A couple of weeks ago, I had been invited to attend a workshop in Helsinki for educators that included a couple school visits. Unfortunately, I had other commitments, but I managed to arrange for visits to the two schools and I visited one of them on Monday.
There have been many, many visitors to Finnish schools in the past few years from all over the world. I imagine some people are curious like I am and I imagine that some people are desperate to find the panacea to fix their systems back home. Some schools around the country cater to international visitors resulting in students and teachers being aloof to a gaggle of educators watching them. And most schools might not have specific programming, staff members, and fees associated with international visitors, but offer a warm, encouraging welcome when asked.
Monday's visit was to a school in Espoo that sees quite a bit of international foot traffic. In fact, I joined a group of 50 or so teachers from Tartu, Estonia who were entirely lovely and enthusiastic. The day was structured and precise, cuing us into what this school does well. It was an inspiring view, kindling that feeling of wonder/envy/ excitement that I can only express as, "I want to teach here!" It's a feeling I've felt in a couple of schools here, for different reasons. In this case, I can't lie, I'm attracted to the gorgeous school facilities. The building is gorgeous and designed with the values and ambitions of the school in mind. I know that the walls of a building are not the heart of a school, that amazing things can happen in the most unextraordinary of places and underwhelming learning can occur in palatial settings. Coupling a solid educational experience with creative teachers, visionary school leaders, and a wonderful environment - and money, I really can't leave that out of the equation; I want to, but I can't - well, you've got a very special place.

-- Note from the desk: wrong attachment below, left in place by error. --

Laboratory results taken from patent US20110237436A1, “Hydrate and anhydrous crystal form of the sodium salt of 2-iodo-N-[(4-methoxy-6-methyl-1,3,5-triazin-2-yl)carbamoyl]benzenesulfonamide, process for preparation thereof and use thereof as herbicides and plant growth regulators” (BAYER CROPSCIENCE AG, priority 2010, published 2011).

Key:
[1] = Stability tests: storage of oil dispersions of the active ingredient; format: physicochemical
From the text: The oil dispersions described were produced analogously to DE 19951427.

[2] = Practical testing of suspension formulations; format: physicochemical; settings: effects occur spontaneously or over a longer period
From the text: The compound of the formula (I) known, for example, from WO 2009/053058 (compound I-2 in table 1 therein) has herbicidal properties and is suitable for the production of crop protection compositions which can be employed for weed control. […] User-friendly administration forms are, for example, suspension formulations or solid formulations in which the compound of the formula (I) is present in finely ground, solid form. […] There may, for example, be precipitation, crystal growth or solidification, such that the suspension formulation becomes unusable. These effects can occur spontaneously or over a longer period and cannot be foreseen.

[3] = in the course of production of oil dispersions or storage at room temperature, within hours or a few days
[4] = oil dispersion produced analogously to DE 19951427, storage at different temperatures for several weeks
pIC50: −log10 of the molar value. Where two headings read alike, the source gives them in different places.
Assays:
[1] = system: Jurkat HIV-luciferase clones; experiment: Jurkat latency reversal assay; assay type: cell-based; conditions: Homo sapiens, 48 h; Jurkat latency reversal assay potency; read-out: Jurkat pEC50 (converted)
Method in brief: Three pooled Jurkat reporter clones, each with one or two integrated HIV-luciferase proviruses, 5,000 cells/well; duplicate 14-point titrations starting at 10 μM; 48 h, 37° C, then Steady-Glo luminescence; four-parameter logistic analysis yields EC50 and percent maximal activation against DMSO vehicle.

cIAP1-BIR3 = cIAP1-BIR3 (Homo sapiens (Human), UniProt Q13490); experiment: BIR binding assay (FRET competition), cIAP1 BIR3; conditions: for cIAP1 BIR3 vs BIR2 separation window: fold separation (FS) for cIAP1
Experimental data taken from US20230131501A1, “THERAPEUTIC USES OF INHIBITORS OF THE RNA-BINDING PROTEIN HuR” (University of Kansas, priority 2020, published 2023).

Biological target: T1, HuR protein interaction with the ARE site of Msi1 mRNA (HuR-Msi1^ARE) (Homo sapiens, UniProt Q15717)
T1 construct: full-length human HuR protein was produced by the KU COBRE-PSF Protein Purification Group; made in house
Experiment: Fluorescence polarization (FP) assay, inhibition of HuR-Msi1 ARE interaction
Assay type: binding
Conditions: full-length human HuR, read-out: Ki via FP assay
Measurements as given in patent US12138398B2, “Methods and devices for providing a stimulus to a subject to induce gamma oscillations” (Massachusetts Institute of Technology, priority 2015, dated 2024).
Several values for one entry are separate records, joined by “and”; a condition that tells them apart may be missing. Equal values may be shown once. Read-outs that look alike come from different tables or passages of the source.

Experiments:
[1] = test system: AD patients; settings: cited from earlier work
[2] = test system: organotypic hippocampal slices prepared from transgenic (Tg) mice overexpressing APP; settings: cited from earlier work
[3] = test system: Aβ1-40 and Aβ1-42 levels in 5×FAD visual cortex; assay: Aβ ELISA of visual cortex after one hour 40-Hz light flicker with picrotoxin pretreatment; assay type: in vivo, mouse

The National Curriculum will be evident in any school you visit or attend in Finland. Each of the municipalities might add to the curriculum to enhance and localize the educational experiences for children. Then the schools interpret the national curriculum and municipal enhancements through their school-based lens that might be a specific focus, theme, or set of values. The teacher then has an incredible amount of autonomy of how to teach the curriculum. I'm gleaning that, in most schools, teachers have very few mandates; i.e. teachers aren't going to be told to take on a particular project or forced to collaborate with other teachers. Collaboration can be encouraged and it can flourish among mutually engaged persons.